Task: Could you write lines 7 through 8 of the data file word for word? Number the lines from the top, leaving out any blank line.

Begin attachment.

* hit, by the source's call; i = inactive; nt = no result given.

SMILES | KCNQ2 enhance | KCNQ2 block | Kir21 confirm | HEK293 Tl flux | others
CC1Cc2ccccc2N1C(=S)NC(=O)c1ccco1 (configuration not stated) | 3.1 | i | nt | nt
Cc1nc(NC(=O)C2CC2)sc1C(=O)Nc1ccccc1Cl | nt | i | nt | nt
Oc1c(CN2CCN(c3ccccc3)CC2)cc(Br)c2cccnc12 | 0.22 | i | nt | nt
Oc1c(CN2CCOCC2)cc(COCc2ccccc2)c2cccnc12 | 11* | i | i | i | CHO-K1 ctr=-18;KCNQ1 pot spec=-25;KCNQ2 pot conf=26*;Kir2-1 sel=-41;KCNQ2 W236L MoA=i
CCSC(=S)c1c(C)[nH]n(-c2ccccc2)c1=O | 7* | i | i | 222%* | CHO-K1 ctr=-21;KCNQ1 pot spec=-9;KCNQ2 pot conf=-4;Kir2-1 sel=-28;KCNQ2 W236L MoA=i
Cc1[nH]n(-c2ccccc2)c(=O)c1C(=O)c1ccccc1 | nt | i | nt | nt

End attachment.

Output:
CCSC(=S)c1c(C)[nH]n(-c2ccccc2)c1=O | 7* | i | i | 222%* | CHO-K1 ctr=-21;KCNQ1 pot spec=-9;KCNQ2 pot conf=-4;Kir2-1 sel=-28;KCNQ2 W236L MoA=i
Cc1[nH]n(-c2ccccc2)c(=O)c1C(=O)c1ccccc1 | nt | i | nt | nt